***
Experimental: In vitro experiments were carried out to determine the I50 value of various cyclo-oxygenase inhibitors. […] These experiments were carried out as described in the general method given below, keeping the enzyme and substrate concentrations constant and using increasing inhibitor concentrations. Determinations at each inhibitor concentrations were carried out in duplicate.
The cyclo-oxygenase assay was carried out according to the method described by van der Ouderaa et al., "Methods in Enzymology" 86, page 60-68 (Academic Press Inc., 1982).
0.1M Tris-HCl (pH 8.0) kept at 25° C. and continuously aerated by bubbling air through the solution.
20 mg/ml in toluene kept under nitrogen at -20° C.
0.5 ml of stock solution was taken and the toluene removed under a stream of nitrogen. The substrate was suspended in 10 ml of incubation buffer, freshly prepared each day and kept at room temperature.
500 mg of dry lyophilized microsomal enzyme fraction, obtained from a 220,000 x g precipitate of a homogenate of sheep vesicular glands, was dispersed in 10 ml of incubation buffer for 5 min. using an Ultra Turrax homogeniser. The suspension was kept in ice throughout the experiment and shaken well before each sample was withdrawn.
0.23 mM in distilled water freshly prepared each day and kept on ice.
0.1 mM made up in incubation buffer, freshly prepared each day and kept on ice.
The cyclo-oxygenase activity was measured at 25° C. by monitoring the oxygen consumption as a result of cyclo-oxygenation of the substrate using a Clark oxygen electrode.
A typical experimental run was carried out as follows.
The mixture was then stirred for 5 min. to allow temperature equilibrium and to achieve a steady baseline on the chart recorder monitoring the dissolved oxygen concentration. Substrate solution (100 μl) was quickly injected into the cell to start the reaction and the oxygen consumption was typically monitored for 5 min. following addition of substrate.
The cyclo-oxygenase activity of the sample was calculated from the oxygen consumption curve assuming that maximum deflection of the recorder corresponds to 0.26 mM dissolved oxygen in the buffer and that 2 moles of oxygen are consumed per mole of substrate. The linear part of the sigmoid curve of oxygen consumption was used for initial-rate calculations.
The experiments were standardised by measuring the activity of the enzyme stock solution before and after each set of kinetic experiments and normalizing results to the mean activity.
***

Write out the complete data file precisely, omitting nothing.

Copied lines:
Experimental: In vitro experiments were carried out to determine the I50 value of various cyclo-oxygenase inhibitors. […] These experiments were carried out as described in the general method given below, keeping the enzyme and substrate concentrations constant and using increasing inhibitor concentrations. Determinations at each inhibitor concentrations were carried out in duplicate.
The cyclo-oxygenase assay was carried out according to the method described by van der Ouderaa et al., "Methods in Enzymology" 86, page 60-68 (Academic Press Inc., 1982).
0.1M Tris-HCl (pH 8.0) kept at 25° C. and continuously aerated by bubbling air through the solution.
20 mg/ml in toluene kept under nitrogen at -20° C.
0.5 ml of stock solution was taken and the toluene removed under a stream of nitrogen. The substrate was suspended in 10 ml of incubation buffer, freshly prepared each day and kept at room temperature.
500 mg of dry lyophilized microsomal enzyme fraction, obtained from a 220,000 x g precipitate of a homogenate of sheep vesicular glands, was dispersed in 10 ml of incubation buffer for 5 min. using an Ultra Turrax homogeniser. The suspension was kept in ice throughout the experiment and shaken well before each sample was withdrawn.
0.23 mM in distilled water freshly prepared each day and kept on ice.
0.1 mM made up in incubation buffer, freshly prepared each day and kept on ice.
The cyclo-oxygenase activity was measured at 25° C. by monitoring the oxygen consumption as a result of cyclo-oxygenation of the substrate using a Clark oxygen electrode.
A typical experimental run was carried out as follows.
The mixture was then stirred for 5 min. to allow temperature equilibrium and to achieve a steady baseline on the chart recorder monitoring the dissolved oxygen concentration. Substrate solution (100 μl) was quickly injected into the cell to start the reaction and the oxygen consumption was typically monitored for 5 min. following addition of substrate.
The cyclo-oxygenase activity of the sample was calculated from the oxygen consumption curve assuming that maximum deflection of the recorder corresponds to 0.26 mM dissolved oxygen in the buffer and that 2 moles of oxygen are consumed per mole of substrate. The linear part of the sigmoid curve of oxygen consumption was used for initial-rate calculations.
The experiments were standardised by measuring the activity of the enzyme stock solution before and after each set of kinetic experiments and normalizing results to the mean activity.